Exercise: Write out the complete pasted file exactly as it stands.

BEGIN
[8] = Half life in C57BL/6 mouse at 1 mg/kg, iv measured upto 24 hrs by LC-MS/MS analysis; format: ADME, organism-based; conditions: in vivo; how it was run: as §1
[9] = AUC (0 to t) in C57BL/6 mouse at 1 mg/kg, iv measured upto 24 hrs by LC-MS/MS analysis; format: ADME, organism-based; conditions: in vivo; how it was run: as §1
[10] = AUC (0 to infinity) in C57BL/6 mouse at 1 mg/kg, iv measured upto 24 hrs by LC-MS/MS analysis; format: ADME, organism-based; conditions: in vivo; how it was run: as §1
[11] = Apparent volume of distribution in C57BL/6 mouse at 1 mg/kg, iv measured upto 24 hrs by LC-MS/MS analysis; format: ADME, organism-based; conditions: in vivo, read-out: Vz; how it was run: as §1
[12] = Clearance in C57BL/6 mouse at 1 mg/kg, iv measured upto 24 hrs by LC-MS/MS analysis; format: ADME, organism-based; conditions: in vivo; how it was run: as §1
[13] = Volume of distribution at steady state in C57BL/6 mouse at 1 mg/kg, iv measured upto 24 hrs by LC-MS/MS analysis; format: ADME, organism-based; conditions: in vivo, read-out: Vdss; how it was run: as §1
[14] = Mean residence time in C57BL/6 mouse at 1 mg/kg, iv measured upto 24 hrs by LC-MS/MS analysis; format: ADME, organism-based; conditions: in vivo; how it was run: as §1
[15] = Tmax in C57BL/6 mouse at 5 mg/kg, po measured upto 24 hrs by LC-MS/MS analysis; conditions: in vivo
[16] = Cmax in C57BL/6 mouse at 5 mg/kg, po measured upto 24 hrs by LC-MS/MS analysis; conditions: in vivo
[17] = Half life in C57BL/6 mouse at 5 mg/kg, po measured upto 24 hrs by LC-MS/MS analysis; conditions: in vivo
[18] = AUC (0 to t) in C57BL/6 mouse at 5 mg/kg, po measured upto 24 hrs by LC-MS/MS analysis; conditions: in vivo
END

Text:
[8] = Half life in C57BL/6 mouse at 1 mg/kg, iv measured upto 24 hrs by LC-MS/MS analysis; format: ADME, organism-based; conditions: in vivo; how it was run: as §1
[9] = AUC (0 to t) in C57BL/6 mouse at 1 mg/kg, iv measured upto 24 hrs by LC-MS/MS analysis; format: ADME, organism-based; conditions: in vivo; how it was run: as §1
[10] = AUC (0 to infinity) in C57BL/6 mouse at 1 mg/kg, iv measured upto 24 hrs by LC-MS/MS analysis; format: ADME, organism-based; conditions: in vivo; how it was run: as §1
[11] = Apparent volume of distribution in C57BL/6 mouse at 1 mg/kg, iv measured upto 24 hrs by LC-MS/MS analysis; format: ADME, organism-based; conditions: in vivo, read-out: Vz; how it was run: as §1
[12] = Clearance in C57BL/6 mouse at 1 mg/kg, iv measured upto 24 hrs by LC-MS/MS analysis; format: ADME, organism-based; conditions: in vivo; how it was run: as §1
[13] = Volume of distribution at steady state in C57BL/6 mouse at 1 mg/kg, iv measured upto 24 hrs by LC-MS/MS analysis; format: ADME, organism-based; conditions: in vivo, read-out: Vdss; how it was run: as §1
[14] = Mean residence time in C57BL/6 mouse at 1 mg/kg, iv measured upto 24 hrs by LC-MS/MS analysis; format: ADME, organism-based; conditions: in vivo; how it was run: as §1
[15] = Tmax in C57BL/6 mouse at 5 mg/kg, po measured upto 24 hrs by LC-MS/MS analysis; conditions: in vivo
[16] = Cmax in C57BL/6 mouse at 5 mg/kg, po measured upto 24 hrs by LC-MS/MS analysis; conditions: in vivo
[17] = Half life in C57BL/6 mouse at 5 mg/kg, po measured upto 24 hrs by LC-MS/MS analysis; conditions: in vivo
[18] = AUC (0 to t) in C57BL/6 mouse at 5 mg/kg, po measured upto 24 hrs by LC-MS/MS analysis; conditions: in vivo